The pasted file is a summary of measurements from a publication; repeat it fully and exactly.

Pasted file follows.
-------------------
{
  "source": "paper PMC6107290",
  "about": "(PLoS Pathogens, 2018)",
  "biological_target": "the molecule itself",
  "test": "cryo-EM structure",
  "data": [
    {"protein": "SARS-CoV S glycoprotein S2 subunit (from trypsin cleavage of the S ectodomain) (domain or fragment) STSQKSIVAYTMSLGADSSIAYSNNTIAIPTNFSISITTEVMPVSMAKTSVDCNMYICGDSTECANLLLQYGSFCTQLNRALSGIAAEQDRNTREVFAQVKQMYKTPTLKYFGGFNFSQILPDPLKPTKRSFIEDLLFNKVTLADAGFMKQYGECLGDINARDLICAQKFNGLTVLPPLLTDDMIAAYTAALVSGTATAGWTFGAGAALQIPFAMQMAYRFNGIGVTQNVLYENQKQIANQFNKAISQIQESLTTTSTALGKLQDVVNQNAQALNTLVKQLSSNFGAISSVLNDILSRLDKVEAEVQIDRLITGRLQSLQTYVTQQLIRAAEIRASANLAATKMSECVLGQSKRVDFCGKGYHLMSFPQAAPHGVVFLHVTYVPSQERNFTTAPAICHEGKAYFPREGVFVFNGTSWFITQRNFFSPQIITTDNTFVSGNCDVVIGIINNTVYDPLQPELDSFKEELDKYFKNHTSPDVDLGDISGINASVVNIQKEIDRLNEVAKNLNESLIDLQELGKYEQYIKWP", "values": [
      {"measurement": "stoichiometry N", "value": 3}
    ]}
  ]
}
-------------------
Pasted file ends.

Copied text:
{
  "source": "paper PMC6107290",
  "about": "(PLoS Pathogens, 2018)",
  "biological_target": "the molecule itself",
  "test": "cryo-EM structure",
  "data": [
    {"protein": "SARS-CoV S glycoprotein S2 subunit (from trypsin cleavage of the S ectodomain) (domain or fragment) STSQKSIVAYTMSLGADSSIAYSNNTIAIPTNFSISITTEVMPVSMAKTSVDCNMYICGDSTECANLLLQYGSFCTQLNRALSGIAAEQDRNTREVFAQVKQMYKTPTLKYFGGFNFSQILPDPLKPTKRSFIEDLLFNKVTLADAGFMKQYGECLGDINARDLICAQKFNGLTVLPPLLTDDMIAAYTAALVSGTATAGWTFGAGAALQIPFAMQMAYRFNGIGVTQNVLYENQKQIANQFNKAISQIQESLTTTSTALGKLQDVVNQNAQALNTLVKQLSSNFGAISSVLNDILSRLDKVEAEVQIDRLITGRLQSLQTYVTQQLIRAAEIRASANLAATKMSECVLGQSKRVDFCGKGYHLMSFPQAAPHGVVFLHVTYVPSQERNFTTAPAICHEGKAYFPREGVFVFNGTSWFITQRNFFSPQIITTDNTFVSGNCDVVIGIINNTVYDPLQPELDSFKEELDKYFKNHTSPDVDLGDISGINASVVNIQKEIDRLNEVAKNLNESLIDLQELGKYEQYIKWP", "values": [
      {"measurement": "stoichiometry N", "value": 3}
    ]}
  ]
}